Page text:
Dear Vadim,<BR>I hate to rain on your parade, but I agree that yours is a very ambitious agenda. Maybe just choose one of the two cities, so as to have more time wandering, hand-holding etc. and less time rushing from place to place? Please bear in mind that during the summer, it is possible to be delayed flying because of thunderstorms, (sometimes for 8-10 hours) and even a short delay would totally destroy your plans.<BR>You have a good heart, and a thoughtful idea, but scale it back a little bit...

Catherine Jun 13th, 2002 02:03 PM

Vadim I have to cast the third vote. Shoot for one city..by the sound of it it should be Paris....Have a nice weekend and hope it all goes very nicely for you.

Margie Jun 13th, 2002 02:26 PM

I hope you are young and strong and that you and your wife both can keep going non-stop with no sleep and that you never get jetlag. That said your plan is way too ambitious for a weekend. It's a long flight, even from NY. I'd simply stay put in London. If you are hell bent on Paris then go from NY-Paris directly and skip the short time you have in London. Plenty of airlines fly NY-Paris.<BR><BR>Arriving in London at 10 a.m. means getting out of the a/p after 11 a.m. Do you actually mean spending all day sightseeing and taking a train at 7:23 p.m. to Paris. You will be dead on your feet. Paris will be a blur (an expensive blur too). You will spend more time traveling then seeing anything. <BR><BR>As for hotels - I think you will be too tired to know where you are. I travel a lot and this schedule makes me ill just looking at it :-)<BR><BR>Please reconsider. If you can only spare a long weekend settle on just London or Paris, not both. Otherwise, take a nice long weekend near NY someplace and save London and Paris for when you have more time. I'm not being a killjoy here, I'm being practical. I really do not think you realize the amount of time you will spend traveling, lining up for things (taxi's), checking in/out of hotels, being back at the airport at least 2 hours ahead of flight time, etc. etc.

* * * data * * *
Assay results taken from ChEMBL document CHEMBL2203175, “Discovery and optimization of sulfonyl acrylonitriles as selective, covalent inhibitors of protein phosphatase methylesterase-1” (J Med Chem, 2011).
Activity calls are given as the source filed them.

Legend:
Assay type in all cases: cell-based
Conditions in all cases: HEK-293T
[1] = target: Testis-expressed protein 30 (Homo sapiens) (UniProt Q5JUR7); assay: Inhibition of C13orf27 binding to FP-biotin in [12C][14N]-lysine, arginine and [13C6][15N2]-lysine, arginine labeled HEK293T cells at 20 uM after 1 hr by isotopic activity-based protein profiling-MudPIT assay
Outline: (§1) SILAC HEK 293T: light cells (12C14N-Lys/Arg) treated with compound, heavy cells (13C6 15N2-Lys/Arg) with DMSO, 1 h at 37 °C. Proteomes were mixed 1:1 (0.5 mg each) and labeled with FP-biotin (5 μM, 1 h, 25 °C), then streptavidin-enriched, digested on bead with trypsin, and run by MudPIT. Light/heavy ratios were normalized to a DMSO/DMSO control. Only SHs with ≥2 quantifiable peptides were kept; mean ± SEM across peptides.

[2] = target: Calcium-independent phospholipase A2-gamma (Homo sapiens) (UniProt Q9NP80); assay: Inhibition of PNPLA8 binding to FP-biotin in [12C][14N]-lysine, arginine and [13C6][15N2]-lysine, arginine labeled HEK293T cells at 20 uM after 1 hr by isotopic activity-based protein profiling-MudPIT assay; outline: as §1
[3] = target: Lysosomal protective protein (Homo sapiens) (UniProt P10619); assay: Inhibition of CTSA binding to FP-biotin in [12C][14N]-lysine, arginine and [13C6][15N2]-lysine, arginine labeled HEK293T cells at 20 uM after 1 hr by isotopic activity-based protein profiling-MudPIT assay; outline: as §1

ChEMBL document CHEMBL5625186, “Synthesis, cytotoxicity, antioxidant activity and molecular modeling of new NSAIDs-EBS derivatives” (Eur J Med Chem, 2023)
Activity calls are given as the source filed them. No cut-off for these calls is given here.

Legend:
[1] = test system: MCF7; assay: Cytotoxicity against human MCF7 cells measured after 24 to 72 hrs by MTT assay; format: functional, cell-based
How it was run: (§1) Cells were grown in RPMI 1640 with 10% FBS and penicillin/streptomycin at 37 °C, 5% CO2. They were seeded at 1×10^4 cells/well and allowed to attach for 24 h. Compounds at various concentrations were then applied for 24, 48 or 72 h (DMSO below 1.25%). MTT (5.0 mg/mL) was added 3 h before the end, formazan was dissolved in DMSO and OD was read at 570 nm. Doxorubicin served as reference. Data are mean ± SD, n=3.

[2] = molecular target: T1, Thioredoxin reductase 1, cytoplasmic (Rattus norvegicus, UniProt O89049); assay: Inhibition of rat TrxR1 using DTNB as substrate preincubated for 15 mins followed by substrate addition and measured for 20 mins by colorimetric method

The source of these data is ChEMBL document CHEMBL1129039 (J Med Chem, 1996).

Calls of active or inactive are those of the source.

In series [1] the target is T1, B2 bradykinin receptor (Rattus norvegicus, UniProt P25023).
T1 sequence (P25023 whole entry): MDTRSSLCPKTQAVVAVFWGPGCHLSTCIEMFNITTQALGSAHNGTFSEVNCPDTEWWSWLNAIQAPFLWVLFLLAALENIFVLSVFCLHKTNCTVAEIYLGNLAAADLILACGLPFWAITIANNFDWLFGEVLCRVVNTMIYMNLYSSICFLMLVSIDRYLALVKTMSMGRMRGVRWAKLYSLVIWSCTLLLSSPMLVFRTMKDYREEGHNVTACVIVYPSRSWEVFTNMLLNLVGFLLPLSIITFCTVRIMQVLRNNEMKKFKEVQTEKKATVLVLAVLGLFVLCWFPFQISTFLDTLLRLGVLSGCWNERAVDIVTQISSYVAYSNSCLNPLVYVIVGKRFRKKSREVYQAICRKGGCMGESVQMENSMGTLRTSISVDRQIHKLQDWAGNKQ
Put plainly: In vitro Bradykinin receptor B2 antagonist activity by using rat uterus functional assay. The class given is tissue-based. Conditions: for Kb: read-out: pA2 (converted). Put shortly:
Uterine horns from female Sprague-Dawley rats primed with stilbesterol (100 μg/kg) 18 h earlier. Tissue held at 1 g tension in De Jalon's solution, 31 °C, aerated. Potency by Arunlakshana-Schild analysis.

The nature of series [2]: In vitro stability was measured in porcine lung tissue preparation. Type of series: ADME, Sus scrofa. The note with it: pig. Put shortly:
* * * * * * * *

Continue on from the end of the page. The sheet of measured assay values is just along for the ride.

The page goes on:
Ninsun Jun 13th, 2002 02:50 PM

I agree with the other posters regarding your suggested schedule- both cities could easily provide an ample four day trip. However, I am writing in response to your question regarding air conditioning- while I was in Paris last week and the weather required a light jacket, I spent a week in Paris in August several years ago in a hotel that was not air conditioned. Temperatures were in the mid-90s and, as you can imagine, sleeping was difficult and exceedingly uncomfortable. While I believe that this weather was unusual (and August as opposed to July), I would not stay in Paris in the summer without air conditioning again! Enjoy your trip.